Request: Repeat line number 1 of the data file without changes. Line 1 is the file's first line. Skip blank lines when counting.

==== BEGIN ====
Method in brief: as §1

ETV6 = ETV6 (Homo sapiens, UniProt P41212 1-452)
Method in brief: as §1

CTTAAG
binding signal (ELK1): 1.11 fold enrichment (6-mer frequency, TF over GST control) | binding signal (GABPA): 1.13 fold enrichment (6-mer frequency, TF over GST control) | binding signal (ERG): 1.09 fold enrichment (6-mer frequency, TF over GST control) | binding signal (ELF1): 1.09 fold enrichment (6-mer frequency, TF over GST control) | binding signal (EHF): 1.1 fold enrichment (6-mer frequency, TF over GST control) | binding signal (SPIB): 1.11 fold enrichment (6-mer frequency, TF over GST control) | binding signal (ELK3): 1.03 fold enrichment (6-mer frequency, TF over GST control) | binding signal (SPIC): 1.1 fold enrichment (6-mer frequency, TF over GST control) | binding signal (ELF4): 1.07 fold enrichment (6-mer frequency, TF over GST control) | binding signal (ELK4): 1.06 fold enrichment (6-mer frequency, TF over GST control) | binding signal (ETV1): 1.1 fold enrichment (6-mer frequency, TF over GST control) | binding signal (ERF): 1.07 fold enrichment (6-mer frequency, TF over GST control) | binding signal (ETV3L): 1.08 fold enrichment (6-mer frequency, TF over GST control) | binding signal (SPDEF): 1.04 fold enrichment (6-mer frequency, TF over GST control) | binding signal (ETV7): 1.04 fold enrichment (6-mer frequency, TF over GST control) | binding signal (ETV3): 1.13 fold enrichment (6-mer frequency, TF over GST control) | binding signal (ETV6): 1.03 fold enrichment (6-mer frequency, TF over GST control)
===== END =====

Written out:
Method in brief: as §1